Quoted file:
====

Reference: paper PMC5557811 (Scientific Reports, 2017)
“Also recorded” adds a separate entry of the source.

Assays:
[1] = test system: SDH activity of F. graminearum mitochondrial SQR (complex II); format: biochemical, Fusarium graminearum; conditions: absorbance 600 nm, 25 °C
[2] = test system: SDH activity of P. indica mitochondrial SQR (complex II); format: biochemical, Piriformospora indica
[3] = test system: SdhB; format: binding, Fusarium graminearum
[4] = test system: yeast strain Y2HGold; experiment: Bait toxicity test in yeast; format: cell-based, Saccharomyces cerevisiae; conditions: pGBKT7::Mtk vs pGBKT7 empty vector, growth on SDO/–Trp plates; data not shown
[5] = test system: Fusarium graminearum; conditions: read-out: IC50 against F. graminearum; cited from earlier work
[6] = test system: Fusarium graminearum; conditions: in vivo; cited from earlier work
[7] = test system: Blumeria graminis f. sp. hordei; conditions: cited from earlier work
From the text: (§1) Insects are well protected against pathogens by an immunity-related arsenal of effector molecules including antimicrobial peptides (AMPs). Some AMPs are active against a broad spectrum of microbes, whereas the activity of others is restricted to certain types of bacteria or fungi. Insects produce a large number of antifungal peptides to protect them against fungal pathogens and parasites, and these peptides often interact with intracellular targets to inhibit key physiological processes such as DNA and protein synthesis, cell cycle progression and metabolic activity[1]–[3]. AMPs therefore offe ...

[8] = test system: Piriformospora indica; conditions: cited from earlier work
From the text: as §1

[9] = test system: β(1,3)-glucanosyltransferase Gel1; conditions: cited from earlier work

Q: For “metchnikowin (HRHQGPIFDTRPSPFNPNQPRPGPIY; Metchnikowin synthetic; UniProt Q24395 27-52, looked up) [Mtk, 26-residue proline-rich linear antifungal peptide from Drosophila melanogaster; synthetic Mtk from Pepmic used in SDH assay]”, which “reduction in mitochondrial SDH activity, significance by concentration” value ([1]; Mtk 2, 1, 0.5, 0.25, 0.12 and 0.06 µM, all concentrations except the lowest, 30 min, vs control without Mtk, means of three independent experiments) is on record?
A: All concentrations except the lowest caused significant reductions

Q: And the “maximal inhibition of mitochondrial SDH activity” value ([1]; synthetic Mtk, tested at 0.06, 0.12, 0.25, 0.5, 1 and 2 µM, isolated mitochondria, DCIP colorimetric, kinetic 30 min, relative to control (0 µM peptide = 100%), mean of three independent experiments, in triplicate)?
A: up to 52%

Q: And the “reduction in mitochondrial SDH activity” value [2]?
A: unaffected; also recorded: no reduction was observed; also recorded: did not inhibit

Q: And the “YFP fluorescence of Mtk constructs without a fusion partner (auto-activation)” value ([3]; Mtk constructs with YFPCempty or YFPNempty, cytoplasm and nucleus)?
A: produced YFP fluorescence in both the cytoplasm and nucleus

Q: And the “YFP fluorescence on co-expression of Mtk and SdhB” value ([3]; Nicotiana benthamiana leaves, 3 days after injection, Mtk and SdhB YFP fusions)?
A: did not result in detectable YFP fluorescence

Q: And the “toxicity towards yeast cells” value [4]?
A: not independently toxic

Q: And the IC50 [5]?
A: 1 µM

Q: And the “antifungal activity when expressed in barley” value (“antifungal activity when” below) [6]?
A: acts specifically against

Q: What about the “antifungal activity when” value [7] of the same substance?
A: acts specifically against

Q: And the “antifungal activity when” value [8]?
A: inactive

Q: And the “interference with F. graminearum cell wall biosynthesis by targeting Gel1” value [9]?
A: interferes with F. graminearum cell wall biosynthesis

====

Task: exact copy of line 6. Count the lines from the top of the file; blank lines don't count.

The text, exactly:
[3] = test system: SdhB; format: binding, Fusarium graminearum